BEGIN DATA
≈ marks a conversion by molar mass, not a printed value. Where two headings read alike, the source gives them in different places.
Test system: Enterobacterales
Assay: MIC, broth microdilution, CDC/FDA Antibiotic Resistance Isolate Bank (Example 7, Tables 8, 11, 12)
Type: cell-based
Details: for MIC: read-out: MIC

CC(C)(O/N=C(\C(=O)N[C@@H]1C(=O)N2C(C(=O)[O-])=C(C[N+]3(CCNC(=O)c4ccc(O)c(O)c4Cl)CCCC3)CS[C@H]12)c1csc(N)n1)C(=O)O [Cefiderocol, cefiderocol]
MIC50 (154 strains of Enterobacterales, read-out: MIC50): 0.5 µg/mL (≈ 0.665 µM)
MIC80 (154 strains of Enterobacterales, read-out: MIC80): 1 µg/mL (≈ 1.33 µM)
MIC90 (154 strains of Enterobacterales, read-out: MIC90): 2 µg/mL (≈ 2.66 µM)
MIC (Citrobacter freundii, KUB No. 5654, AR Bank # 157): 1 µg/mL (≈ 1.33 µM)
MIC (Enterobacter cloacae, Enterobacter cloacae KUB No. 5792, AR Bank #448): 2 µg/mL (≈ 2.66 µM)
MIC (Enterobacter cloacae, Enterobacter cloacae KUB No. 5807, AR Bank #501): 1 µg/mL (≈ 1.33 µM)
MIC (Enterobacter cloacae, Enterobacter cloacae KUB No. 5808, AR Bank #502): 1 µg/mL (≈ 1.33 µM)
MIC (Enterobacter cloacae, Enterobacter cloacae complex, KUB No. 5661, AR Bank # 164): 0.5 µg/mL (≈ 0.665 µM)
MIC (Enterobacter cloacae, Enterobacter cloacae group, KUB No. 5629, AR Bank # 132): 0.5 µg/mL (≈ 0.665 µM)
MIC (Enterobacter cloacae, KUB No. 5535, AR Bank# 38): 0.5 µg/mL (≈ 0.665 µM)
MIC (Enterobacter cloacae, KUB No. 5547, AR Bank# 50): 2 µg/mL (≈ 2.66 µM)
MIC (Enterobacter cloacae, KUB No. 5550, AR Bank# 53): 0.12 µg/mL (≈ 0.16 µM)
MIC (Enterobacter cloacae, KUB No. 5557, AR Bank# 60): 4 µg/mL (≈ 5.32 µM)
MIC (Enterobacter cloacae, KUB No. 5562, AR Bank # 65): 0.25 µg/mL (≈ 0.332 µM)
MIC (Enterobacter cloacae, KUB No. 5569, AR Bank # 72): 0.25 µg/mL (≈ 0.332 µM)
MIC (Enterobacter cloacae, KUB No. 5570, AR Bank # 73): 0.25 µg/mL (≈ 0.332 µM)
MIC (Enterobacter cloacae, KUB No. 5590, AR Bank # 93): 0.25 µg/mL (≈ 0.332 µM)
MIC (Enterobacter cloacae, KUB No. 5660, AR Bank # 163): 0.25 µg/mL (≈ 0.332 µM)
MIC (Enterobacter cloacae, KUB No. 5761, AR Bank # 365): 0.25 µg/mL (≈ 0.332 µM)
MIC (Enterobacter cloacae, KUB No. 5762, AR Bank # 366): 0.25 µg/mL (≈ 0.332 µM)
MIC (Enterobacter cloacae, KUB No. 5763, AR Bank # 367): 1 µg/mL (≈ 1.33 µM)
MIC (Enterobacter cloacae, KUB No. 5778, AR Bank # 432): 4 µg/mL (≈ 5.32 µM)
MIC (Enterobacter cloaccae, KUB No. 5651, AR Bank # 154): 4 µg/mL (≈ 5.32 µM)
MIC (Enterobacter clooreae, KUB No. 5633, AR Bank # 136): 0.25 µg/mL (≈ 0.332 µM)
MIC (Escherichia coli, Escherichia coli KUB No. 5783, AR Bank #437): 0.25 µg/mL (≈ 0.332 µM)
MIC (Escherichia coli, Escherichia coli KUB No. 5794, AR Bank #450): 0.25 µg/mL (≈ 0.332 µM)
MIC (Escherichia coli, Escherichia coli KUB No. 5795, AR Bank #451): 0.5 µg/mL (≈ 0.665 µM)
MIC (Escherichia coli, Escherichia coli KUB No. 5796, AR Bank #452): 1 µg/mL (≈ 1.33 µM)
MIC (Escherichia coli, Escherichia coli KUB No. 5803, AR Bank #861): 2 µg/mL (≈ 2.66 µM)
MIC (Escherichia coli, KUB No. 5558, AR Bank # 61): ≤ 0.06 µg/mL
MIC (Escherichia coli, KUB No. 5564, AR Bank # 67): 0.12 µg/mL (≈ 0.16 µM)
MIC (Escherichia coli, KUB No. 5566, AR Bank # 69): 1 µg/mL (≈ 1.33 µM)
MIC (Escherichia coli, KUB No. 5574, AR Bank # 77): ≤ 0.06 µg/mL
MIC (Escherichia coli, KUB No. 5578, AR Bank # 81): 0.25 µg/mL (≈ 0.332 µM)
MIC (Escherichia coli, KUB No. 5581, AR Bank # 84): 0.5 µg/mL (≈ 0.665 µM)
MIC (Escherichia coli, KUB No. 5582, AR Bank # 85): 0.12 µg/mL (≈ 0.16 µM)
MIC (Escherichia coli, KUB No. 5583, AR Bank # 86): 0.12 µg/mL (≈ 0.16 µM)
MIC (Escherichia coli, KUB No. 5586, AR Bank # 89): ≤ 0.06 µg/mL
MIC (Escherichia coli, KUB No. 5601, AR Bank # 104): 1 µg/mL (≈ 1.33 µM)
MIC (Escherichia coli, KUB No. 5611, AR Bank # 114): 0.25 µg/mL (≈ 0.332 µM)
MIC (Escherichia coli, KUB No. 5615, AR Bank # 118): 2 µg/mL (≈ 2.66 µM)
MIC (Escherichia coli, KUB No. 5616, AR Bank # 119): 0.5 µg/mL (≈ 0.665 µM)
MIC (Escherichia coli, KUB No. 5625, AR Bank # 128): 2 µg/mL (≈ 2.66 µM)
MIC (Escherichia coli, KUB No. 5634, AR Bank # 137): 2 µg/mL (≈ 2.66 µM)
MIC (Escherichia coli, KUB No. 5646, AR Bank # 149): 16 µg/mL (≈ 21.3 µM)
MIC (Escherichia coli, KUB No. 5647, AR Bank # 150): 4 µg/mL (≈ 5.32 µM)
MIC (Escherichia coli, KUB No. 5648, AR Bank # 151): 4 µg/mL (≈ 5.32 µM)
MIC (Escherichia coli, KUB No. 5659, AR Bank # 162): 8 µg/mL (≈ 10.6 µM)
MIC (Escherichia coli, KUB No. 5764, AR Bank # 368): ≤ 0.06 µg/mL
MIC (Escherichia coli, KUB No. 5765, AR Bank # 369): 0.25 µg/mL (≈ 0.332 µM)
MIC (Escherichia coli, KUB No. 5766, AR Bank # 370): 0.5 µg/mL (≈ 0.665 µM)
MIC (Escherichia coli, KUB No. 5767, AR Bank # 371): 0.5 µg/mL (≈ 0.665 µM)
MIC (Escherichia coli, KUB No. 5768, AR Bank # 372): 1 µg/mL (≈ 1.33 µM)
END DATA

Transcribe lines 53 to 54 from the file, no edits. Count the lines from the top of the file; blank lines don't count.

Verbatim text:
MIC (Escherichia coli, KUB No. 5648, AR Bank # 151): 4 µg/mL (≈ 5.32 µM)
MIC (Escherichia coli, KUB No. 5659, AR Bank # 162): 8 µg/mL (≈ 10.6 µM)